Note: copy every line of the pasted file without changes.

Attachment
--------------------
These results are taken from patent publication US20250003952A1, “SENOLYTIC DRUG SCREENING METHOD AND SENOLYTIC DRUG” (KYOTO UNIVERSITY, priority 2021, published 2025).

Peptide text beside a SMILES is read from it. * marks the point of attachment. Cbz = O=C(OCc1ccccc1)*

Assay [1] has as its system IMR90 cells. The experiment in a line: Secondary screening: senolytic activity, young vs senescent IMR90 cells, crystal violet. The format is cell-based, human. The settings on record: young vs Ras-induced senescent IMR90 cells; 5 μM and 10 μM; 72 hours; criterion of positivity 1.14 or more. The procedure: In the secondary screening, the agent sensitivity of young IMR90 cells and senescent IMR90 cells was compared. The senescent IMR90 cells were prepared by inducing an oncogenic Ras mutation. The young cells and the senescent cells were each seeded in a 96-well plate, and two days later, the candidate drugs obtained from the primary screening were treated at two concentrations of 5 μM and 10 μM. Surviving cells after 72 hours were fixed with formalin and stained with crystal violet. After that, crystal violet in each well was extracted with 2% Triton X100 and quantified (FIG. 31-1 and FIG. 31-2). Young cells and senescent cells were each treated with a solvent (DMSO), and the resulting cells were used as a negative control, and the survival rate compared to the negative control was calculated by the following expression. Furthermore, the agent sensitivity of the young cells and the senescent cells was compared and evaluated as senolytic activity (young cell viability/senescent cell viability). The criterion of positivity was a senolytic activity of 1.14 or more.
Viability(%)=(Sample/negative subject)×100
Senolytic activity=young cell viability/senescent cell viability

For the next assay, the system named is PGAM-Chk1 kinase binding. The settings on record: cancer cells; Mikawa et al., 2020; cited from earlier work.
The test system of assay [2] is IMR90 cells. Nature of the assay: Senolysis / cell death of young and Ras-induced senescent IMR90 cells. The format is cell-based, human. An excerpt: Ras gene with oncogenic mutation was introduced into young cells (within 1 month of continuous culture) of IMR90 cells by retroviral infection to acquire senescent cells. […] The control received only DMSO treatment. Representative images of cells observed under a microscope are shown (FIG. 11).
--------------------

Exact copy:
These results are taken from patent publication US20250003952A1, “SENOLYTIC DRUG SCREENING METHOD AND SENOLYTIC DRUG” (KYOTO UNIVERSITY, priority 2021, published 2025).

Peptide text beside a SMILES is read from it. * marks the point of attachment. Cbz = O=C(OCc1ccccc1)*

Assay [1] has as its system IMR90 cells. The experiment in a line: Secondary screening: senolytic activity, young vs senescent IMR90 cells, crystal violet. The format is cell-based, human. The settings on record: young vs Ras-induced senescent IMR90 cells; 5 μM and 10 μM; 72 hours; criterion of positivity 1.14 or more. The procedure: In the secondary screening, the agent sensitivity of young IMR90 cells and senescent IMR90 cells was compared. The senescent IMR90 cells were prepared by inducing an oncogenic Ras mutation. The young cells and the senescent cells were each seeded in a 96-well plate, and two days later, the candidate drugs obtained from the primary screening were treated at two concentrations of 5 μM and 10 μM. Surviving cells after 72 hours were fixed with formalin and stained with crystal violet. After that, crystal violet in each well was extracted with 2% Triton X100 and quantified (FIG. 31-1 and FIG. 31-2). Young cells and senescent cells were each treated with a solvent (DMSO), and the resulting cells were used as a negative control, and the survival rate compared to the negative control was calculated by the following expression. Furthermore, the agent sensitivity of the young cells and the senescent cells was compared and evaluated as senolytic activity (young cell viability/senescent cell viability). The criterion of positivity was a senolytic activity of 1.14 or more.
Viability(%)=(Sample/negative subject)×100
Senolytic activity=young cell viability/senescent cell viability

For the next assay, the system named is PGAM-Chk1 kinase binding. The settings on record: cancer cells; Mikawa et al., 2020; cited from earlier work.
The test system of assay [2] is IMR90 cells. Nature of the assay: Senolysis / cell death of young and Ras-induced senescent IMR90 cells. The format is cell-based, human. An excerpt: Ras gene with oncogenic mutation was introduced into young cells (within 1 month of continuous culture) of IMR90 cells by retroviral infection to acquire senescent cells. […] The control received only DMSO treatment. Representative images of cells observed under a microscope are shown (FIG. 11).